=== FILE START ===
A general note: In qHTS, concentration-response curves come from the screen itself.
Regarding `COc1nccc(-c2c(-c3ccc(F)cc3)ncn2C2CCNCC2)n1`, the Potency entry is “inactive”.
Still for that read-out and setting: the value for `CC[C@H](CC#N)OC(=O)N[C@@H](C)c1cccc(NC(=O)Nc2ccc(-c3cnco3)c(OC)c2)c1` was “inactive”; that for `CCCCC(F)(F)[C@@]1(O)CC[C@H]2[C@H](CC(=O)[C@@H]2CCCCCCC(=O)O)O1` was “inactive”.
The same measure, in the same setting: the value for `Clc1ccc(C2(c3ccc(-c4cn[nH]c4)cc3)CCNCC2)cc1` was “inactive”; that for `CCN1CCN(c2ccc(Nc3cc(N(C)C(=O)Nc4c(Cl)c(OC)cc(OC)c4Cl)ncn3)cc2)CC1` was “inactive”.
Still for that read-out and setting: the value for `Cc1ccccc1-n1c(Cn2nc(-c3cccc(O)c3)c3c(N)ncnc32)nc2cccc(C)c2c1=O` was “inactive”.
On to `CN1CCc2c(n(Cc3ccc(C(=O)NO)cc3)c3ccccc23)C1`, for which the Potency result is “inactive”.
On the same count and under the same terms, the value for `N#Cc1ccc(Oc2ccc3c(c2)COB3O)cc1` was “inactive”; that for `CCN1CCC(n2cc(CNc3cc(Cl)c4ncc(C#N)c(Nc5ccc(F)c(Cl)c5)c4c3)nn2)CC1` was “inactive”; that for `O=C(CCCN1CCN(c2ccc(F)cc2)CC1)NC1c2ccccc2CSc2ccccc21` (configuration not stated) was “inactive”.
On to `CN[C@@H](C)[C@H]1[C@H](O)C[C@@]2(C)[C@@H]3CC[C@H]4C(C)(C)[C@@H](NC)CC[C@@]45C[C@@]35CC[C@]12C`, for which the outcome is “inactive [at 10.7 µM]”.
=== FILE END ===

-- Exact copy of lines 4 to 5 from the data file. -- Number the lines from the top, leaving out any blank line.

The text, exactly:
The same measure, in the same setting: the value for `Clc1ccc(C2(c3ccc(-c4cn[nH]c4)cc3)CCNCC2)cc1` was “inactive”; that for `CCN1CCN(c2ccc(Nc3cc(N(C)C(=O)Nc4c(Cl)c(OC)cc(OC)c4Cl)ncn3)cc2)CC1` was “inactive”.
Still for that read-out and setting: the value for `Cc1ccccc1-n1c(Cn2nc(-c3cccc(O)c3)c3c(N)ncnc32)nc2cccc(C)c2c1=O` was “inactive”.